However, gross claims have risen even more rapidly, from BN$98m ($76.9m) in 2011 to BN$132m ($103.5m) in 2013, a 16% average annual growth rate. Insurance executives told OBG the rise in claims was mainly due to increasing personal injury awards.
Breakdowns of the AMBD data show the extent to which takaful insurers have been gaining on conventional ones. The rise has been especially strong in family takaful, the Islamic equivalent of life insurance, where gross premiums went from BN$30m ($23.5m) in 2011 to BN$51m ($40m) in 2013, a 30% average annual growth rate. Family takaful assets similarly rose from BN$102m ($80m) in March 2011 to BN$182m ($142.7m) in March 2014. Family takaful gross claims were up from BN$7m ($5.5m) in 2011 to BN$10m ($7.8m) in 2013.
While family takaful has grown rapidly, conventional life insurers have struggled. Conventional life insurers’ gross premiums were flat at BN$72m ($56.5m) in 2011 and in 2013, while their gross claims rose from BN$56m ($43.9m) in 2011 to BN$63m ($49.4m) in 2013. Conventional life insurers’ assets increased gradually from BN$723m ($567m) in March 2011 to BN$789m ($618.8m) in March 2014. Due to their different structure, financial data for conventional life insurance and family takaful are not directly comparable. Insurance executives told OBG that there were multiple reasons for takaful’s rise. Takaful insurers, as affiliates of government-controlled Islamic banks, have relatively strong financial backing, and they benefit from a widespread perception that if necessary they could draw on additional support from the state. Takaful pricing is aggressive, especially in automotive insurance, and appears designed to deliberately eschew profits in order to grab market share. Finally, the Bruneian government has been promoting takaful publicly, stressing its conformance with Islamic religious values.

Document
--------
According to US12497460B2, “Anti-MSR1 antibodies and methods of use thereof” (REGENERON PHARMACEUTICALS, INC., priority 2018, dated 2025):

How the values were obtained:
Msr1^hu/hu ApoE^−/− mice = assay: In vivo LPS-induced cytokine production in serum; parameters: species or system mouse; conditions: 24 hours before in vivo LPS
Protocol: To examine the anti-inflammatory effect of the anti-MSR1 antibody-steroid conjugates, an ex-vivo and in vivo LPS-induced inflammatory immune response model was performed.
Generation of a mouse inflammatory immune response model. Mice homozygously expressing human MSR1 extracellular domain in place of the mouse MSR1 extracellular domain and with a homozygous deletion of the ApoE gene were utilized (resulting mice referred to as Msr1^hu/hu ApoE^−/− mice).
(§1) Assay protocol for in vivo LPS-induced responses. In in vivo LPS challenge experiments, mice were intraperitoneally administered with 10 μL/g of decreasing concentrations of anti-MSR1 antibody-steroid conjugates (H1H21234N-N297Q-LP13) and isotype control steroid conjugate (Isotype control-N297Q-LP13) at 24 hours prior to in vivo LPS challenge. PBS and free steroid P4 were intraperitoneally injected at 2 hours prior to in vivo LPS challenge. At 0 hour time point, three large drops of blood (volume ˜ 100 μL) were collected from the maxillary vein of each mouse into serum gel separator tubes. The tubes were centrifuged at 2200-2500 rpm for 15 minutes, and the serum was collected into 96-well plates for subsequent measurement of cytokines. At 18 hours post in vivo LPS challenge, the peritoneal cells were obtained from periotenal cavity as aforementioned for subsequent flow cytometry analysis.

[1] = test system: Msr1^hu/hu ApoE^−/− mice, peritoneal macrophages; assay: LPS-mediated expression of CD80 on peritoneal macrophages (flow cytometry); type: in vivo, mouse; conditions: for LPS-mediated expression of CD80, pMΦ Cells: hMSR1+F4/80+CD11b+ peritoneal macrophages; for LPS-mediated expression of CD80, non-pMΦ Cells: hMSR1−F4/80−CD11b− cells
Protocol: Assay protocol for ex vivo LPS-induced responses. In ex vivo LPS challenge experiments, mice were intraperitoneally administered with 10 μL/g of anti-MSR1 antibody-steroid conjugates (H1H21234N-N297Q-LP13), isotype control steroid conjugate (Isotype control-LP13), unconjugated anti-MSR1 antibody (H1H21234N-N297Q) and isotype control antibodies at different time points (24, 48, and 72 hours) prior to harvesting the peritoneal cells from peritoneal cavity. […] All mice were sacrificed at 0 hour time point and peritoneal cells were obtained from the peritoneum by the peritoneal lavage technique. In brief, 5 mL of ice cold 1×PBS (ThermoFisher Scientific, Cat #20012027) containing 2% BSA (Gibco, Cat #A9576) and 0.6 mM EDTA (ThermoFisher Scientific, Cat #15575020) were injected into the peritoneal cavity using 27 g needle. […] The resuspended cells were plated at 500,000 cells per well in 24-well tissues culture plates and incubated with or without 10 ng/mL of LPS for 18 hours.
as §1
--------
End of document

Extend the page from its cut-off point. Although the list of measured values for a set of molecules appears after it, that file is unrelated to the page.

In the general insurance sector the rise of takaful has been more gradual, with the takaful share of gross premiums increasing from 58% in 2011 to 60% in 2013. However, because of their higher concentration in automotive and workers’ compensation, takaful operators are more exposed to rising injury awards. Therefore, they have been absorbing a rapidly growing share of general insurance gross claims, up from 61% in 2011 to 71% in 2013. General takaful operators’ assets have also been boosted dramatically, from BN$82m ($64.3m) in March 2011 to BN$263m ($206.3m) in March 2014, while conventional general insurers’ assets have grown gradually from BN$112m ($87.8m) in March 2011 to BN$131m ($102.7m) in March 2014.